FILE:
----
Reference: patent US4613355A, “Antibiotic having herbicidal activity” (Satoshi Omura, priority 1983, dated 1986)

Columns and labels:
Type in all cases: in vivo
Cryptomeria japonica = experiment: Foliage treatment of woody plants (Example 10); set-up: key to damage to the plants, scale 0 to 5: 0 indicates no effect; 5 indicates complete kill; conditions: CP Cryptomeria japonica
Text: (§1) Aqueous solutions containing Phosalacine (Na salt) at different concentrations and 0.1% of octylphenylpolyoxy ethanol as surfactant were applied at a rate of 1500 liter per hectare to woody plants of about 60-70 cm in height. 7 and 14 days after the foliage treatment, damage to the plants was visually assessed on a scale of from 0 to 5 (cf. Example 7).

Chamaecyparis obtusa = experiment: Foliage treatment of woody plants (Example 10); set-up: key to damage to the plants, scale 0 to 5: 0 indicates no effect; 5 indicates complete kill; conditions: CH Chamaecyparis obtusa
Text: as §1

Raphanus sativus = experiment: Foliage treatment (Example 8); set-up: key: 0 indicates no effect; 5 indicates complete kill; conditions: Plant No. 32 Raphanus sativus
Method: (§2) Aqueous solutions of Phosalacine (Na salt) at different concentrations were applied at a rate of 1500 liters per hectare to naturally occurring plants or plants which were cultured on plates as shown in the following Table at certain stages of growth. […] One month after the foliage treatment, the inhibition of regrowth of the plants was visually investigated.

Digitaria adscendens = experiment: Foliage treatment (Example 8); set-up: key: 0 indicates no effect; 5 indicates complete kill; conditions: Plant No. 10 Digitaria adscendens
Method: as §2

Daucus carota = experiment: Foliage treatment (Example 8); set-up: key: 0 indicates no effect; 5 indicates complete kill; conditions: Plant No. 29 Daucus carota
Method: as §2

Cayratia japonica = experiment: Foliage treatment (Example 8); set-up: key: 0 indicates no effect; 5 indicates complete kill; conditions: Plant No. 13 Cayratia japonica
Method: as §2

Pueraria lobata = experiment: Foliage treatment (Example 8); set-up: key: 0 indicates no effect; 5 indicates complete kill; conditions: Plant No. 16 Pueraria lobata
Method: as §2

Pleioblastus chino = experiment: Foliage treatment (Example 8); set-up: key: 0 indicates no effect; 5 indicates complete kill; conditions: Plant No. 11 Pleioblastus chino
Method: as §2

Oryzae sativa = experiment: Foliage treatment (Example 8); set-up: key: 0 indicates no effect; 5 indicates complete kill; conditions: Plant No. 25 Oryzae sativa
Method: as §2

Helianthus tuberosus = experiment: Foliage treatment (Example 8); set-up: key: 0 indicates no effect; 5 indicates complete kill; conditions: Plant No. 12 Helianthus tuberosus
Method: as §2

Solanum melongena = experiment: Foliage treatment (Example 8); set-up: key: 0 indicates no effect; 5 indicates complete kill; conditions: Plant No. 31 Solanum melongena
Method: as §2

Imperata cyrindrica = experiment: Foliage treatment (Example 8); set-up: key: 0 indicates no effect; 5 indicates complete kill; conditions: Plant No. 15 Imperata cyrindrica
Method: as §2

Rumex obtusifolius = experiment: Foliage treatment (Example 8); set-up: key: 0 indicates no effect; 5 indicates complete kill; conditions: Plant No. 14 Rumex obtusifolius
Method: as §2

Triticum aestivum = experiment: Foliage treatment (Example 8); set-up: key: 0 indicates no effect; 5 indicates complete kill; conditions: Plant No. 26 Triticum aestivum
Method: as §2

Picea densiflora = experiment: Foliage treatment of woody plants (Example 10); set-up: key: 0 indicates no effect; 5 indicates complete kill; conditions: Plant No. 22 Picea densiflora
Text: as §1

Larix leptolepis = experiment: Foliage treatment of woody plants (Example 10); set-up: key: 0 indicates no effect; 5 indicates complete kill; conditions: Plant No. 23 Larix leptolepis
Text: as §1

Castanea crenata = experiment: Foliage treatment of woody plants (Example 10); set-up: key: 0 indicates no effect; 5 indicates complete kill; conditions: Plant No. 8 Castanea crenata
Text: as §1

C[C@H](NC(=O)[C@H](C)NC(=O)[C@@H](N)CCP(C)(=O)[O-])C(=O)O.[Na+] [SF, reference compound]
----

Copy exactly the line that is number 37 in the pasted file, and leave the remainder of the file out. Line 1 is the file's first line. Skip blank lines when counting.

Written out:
Text: as §1